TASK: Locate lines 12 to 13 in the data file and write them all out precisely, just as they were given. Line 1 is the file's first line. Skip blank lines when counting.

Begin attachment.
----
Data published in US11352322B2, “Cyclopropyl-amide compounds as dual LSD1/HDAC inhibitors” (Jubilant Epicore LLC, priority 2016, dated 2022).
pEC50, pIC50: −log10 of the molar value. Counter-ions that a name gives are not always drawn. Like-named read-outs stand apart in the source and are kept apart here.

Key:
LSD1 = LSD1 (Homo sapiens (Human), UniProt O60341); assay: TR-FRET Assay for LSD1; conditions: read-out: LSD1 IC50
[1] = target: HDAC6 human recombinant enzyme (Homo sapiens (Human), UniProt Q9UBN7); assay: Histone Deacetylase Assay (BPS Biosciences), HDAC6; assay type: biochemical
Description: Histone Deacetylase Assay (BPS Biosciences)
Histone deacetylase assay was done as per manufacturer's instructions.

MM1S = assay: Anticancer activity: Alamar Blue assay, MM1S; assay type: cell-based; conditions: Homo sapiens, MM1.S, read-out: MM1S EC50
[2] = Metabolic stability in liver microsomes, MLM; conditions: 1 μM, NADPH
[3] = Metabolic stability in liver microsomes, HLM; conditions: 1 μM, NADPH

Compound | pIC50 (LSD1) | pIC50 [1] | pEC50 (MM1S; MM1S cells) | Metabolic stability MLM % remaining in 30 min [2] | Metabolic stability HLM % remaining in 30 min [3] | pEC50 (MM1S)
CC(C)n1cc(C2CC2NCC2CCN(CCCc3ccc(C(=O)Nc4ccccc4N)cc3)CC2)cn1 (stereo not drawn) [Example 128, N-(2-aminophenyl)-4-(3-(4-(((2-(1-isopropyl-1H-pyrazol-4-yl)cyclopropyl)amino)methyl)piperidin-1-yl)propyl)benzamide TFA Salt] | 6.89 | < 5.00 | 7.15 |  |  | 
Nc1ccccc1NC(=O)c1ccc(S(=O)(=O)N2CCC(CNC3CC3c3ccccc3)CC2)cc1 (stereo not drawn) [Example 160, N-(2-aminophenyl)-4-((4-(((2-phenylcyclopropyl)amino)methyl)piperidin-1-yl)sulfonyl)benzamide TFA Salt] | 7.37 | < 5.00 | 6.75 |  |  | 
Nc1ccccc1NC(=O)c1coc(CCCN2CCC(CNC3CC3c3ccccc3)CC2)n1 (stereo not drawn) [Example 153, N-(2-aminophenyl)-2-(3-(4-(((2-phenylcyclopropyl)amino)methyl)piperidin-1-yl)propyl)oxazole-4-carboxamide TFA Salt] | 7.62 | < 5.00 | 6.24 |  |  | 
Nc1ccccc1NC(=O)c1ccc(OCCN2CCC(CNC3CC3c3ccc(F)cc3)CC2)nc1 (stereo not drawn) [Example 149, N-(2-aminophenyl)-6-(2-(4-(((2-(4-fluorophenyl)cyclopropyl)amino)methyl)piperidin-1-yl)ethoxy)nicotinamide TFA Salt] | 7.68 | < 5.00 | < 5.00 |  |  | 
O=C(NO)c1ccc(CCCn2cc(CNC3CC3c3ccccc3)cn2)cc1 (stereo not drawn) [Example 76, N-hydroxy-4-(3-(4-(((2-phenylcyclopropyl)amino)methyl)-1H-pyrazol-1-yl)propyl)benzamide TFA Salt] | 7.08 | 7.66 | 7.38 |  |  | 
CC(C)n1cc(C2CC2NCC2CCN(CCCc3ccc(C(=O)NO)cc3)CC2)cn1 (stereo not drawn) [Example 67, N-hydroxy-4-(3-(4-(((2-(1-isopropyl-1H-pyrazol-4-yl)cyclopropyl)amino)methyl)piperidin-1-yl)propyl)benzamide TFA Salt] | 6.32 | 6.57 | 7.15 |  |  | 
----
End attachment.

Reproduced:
CC(C)n1cc(C2CC2NCC2CCN(CCCc3ccc(C(=O)Nc4ccccc4N)cc3)CC2)cn1 (stereo not drawn) [Example 128, N-(2-aminophenyl)-4-(3-(4-(((2-(1-isopropyl-1H-pyrazol-4-yl)cyclopropyl)amino)methyl)piperidin-1-yl)propyl)benzamide TFA Salt] | 6.89 | < 5.00 | 7.15 |  |  | 
Nc1ccccc1NC(=O)c1ccc(S(=O)(=O)N2CCC(CNC3CC3c3ccccc3)CC2)cc1 (stereo not drawn) [Example 160, N-(2-aminophenyl)-4-((4-(((2-phenylcyclopropyl)amino)methyl)piperidin-1-yl)sulfonyl)benzamide TFA Salt] | 7.37 | < 5.00 | 6.75 |  |  | 